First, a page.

Yes, cricket is the most boring sport. There, I’ve said it. Between the months of May and September, you can hear the familiar sound of leather against willow echoing through the English countryside. For the Americans among you, cricket is a team game, not a chirping bug! It also happens that cricket is the most boring sport in the history of all sports past, present and to come. Just thinking about it and my eyelids start getting heavy.
Introductions: Is Cricket the most Boring Sport?
Where to start? Is Cricket the most Boring Sport? (short answer is yes!). The game is like if baseball had an ugly child with chess. The game takes five days to play for God’s sake. And it more often than not, ends in a draw. There’s an element of English masochism involved. Like a cold bath or corporate punishment. All rather public school. It’s popular around England’s former colonies, places like India, Australia and the West Indies. Places that still have the Queen’s head on their stamps.
More Fun Watching Grass Grow
The origins of the game are unknown, though probably forgotten through sheer boredom. In the 16th century, some retarded shepherds used their shepherd’s staffs or “criccs” as bats and the wicker gate of the sheep pen was the wickets. In 1797 the Marylebone Cricket Club formulated a set of rules. It also set out a base playing field in St. Johns Wood, London, named Lords after the founding member of the club, Thomas Lord. Today this is the spiritual home of cricket. There you can pay an entrance fee and then watch the grass grow. Even the Brits voted cricket the most boring sport according to online sports book news in the UK. (FYI after Athletics and Golf). Funny thing is that you can even bet on the game using these online sports book sites in the UK. No wonder they cheat in order to spice things up.
The Basic Rules are Simple:
You have two sides, one out in the field and one indoors.
Each man that’s in goes out and when he’s out, he comes in and the next man goes in until he’s out.
When they are all out, the side that’s out comes in and the side that’s been in goes out and tries to get those coming in out.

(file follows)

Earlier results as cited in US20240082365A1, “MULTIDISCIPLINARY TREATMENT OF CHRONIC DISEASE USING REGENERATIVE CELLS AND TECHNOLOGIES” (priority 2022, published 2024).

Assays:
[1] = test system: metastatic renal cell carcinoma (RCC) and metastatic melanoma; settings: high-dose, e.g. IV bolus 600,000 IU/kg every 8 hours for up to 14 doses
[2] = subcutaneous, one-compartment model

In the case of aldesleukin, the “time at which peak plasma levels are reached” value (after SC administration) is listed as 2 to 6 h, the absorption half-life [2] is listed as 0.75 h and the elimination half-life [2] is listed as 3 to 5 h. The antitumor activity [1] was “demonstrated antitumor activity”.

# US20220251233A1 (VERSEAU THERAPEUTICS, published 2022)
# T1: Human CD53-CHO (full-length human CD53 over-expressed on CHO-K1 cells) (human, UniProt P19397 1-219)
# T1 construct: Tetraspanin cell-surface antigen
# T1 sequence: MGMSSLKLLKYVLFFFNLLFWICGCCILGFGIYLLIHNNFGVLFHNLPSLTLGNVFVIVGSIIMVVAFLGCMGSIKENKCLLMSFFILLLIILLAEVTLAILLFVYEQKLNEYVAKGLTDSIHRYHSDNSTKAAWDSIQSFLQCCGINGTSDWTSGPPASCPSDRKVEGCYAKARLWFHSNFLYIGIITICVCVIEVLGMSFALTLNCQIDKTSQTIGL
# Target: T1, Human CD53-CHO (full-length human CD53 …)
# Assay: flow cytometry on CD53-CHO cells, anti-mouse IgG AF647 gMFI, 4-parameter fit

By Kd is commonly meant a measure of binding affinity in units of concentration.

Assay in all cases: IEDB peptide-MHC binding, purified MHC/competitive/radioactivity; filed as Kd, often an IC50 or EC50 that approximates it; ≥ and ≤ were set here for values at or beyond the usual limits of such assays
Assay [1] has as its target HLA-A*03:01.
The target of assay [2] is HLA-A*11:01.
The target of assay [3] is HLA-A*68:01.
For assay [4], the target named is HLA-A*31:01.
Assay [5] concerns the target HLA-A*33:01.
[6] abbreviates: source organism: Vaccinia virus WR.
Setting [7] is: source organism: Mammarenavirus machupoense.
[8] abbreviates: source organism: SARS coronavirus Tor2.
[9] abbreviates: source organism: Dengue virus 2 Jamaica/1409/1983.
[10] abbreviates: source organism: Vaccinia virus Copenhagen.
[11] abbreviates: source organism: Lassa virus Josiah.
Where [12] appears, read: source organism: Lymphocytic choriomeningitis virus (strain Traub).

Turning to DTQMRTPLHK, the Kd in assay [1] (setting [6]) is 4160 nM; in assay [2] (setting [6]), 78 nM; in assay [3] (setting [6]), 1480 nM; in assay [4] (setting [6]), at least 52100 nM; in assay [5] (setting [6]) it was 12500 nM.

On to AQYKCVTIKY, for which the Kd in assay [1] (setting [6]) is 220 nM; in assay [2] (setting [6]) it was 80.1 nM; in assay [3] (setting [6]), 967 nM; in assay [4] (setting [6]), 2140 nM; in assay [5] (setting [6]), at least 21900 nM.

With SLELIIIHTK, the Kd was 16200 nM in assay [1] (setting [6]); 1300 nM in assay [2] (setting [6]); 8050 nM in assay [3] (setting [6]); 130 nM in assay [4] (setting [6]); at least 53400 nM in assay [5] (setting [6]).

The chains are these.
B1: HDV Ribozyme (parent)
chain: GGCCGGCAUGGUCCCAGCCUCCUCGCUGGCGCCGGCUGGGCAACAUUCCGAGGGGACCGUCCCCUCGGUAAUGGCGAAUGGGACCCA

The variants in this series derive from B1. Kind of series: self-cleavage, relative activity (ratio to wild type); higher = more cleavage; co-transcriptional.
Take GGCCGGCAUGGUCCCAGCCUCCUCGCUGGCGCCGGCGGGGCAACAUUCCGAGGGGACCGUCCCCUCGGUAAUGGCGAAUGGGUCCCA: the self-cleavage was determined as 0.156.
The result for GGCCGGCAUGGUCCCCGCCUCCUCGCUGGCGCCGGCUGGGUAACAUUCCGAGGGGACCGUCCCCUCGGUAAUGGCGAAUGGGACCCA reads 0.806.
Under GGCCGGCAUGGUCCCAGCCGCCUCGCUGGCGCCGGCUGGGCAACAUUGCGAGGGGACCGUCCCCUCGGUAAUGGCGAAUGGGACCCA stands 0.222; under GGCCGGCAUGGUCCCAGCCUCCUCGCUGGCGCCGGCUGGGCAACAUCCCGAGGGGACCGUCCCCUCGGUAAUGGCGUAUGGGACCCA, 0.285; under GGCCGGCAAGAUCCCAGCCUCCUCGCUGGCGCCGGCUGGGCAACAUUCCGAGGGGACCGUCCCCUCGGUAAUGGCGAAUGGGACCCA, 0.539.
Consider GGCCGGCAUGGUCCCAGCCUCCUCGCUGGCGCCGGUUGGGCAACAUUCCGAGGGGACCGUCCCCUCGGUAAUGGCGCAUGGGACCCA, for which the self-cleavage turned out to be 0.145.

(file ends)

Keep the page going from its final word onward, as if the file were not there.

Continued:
When both sides have been in and out, including the not outs — that’s the end of the game.
Time Enough to Grow a Beard
The biggest problem for the cricket spectator is that the game takes five days. Yes, at least that’s time to place a bet with 888sports, or take a holiday. That’s gonna make cricket the most boring sport from the get-go. I mean, who has the time for that! Secondly, it’s chock full of interruptions. For a start the bowler takes forever to just throw the bloody ball. He walks back slowly, prepares himself, finally takes a long run in, and then bowls the ball. There’s a good chance, if the batsman is still awake, he will miss it either on purpose or deliberately, and then the whole charade starts again. I’m not surprised that a percentage of the crowd retreats into getting drunk. Cricket is only slightly interesting if the batsman makes contact with the ball. But remember that the bowlers job is to ensure this can’t happen. They even tamper with the ball to ensure there’s no contact. And so the crowd suffers. Or sleeps.
The Village Drunks
But there is another side to cricket. And I don’t mean that women are now getting involved. At a local level, the game is a social one. In villages up and down the country, many an afternoon and evening can be spent with friends and acquaintances over on the village green. Inevitably there’s a pub next door and you can sit and watch the “match” whilst nursing a pint of fine English ale. With both the players and the onlookers drinking, the game takes on the form of a noisy pantomime. And maybe that’s the secret to enjoying the game….get blind drunk!